Poe also gives us stories of the divided self. Twins and doubles struggle in these stories and in the psychological sense are related to his repetition devices from his poems. In the story, William Wilson, there is an emerging "twinship," a moral conscience of the dark side protagonist, which is opposite to the story of Dr Jekyll and Mr Hyde where the protagonist is the moral conscience. In William Wilson, the nagging moral conscience (Wilson #2) exposes the cheat, the cunning and sly protagonist (Wilson#1) as if there is a psychic civil war within one character.

How about The Cask of Amontillado and the many obvious links? The names of the main characters are interesting: Fortunato—the fortunate one, and Montresor—my treasure. These names are mirror images of each other and again two different aspects of one personality. For fifty years this has been the most famous buried alive story in literature. Is this a means of repressing guilt (walling off), the guilt of having money, the root of all evil? The burial of Fortunato represses Montresor's evil nature. To possess fortune would plunge a man into ruin and destruction. Montresor chose to wall up Fortunato in darkness, permanent darkness.

Now from fun with names we move to Poe's puns. Montresor offers a bottle of wine called De Grave - from the Bordeaux area, but in English a grave is a tomb or a foreshadowing. Then Fortunato declares to Montresor, "You are not of the Masons?" referring obviously to the free masons. When Fortunato disbelieving asks for a sign, Montresor shows him a trowel. Montresor is a different type—a free mason who uses a trowel to wall up Fortunato for eternity. He turns out to be a free mason to free himself of Fortunato through his masonry, and with the last stone there is a final jingle of the bells. This is another example of psychic civil war by getting rid of your double.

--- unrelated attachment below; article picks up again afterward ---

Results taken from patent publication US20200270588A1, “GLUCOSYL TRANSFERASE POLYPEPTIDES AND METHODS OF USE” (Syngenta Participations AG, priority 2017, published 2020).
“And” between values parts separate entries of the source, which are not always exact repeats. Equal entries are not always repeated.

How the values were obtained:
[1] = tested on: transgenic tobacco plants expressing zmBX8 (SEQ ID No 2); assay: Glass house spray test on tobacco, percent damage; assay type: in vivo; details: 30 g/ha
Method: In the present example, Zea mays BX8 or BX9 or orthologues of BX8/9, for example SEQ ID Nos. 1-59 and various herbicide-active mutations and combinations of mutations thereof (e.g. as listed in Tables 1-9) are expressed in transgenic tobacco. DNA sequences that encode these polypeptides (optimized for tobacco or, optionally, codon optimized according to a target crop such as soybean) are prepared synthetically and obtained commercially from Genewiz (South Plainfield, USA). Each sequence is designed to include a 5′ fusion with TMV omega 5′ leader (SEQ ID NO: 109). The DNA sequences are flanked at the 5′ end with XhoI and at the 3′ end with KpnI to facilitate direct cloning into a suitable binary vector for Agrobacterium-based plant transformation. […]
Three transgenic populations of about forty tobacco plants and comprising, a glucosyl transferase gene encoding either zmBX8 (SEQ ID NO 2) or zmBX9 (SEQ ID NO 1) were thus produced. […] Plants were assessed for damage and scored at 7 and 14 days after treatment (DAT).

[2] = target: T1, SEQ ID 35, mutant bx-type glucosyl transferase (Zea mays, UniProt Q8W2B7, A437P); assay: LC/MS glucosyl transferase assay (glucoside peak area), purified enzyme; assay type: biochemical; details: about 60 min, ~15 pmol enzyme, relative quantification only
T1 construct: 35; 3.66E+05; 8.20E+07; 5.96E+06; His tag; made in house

For more links and more doubles we have The Black Cat and The Tell-Tale Heart. These should be more obvious. The Black Cat is a great Halloween story. It is a mercurial story that suddenly shifts from tenderness, closeness and intimacy to hatred, violence and murder. There are two sides of the pendulum, the duality of tenderness and violence. The violence includes ritual dismembering and maiming as the cat's eye is deliberately gouged out from the socket. In Freudian terms, blinding someone is symbolic of castration. The eyes are agents of transgression, therefore they must be plucked out. The eyes are windows to the soul (and recall the article in the June Issue of the Links: Look Into My Eyes). This cat is hung. In Poe's works nothing remains secret. Cat number two comes onto the scene, the same repetitive device as mentioned before. This cat has only one eye. The narrator attempts to kill this cat but instead he buries an axe into his wife's brain. Then he walls up her body. He has done her in, but in the end he is exposed.

The links to The Tell-Tale Heart are all too obvious. Again, there is a focus on the eye. Kill the old man's eye, put out his eye. Along with the symbol of castration, there is killing the old man from Sophocles' Oedipus, about slaying the king, slaying the father, or slaying the authoritative figure. As if one can't bear being seen or seen doing things that one doesn't want to be seen doing. Also, murdering the king is Shakespearean. He's got the lantern reflected on the eye. The eye was wide open. The narrator sees nothing else of the old man's face or person, for he had directed the ray as if by instinct to precisely upon "the damned spot." This is from Shakespeare's Macbeth, "Out, out damned spot" - a story about killing the king, the authoritative figure.

There is the Pit and the Pendulum. Maybe it is too macabre to go there. There is just time and space. And of course there is the back and forth, to and fro, and the good vs. evil in life. Well with Poe, concealment is always a kind of failed project. He shows everything. Also, in all of these stories, the narrators have questionable sanity. Need I remind you the necessary repetition of a regimen for life, poetry? And in Poe's work, insanity is doing the same thing over and over again expecting a different result. Then there is the fine line of insanity and genius with the distance between the two measured only by success. Every New Year we repeat our resolutions. Most, if not all, fail.

Lastly, literature is there for all of us. It is the voice that outlives the body as in all of Poe's works. It is the recorded text, the words on a page that remain alive with us today even after the authors have long died off.

Edgar Allan Poe's Epitaph

"He was great in his genius; unhappy in his life, wretched in his death; but in his fame he is immortal."

Disclosure Statement:
The author has no conflicts of interest to disclose.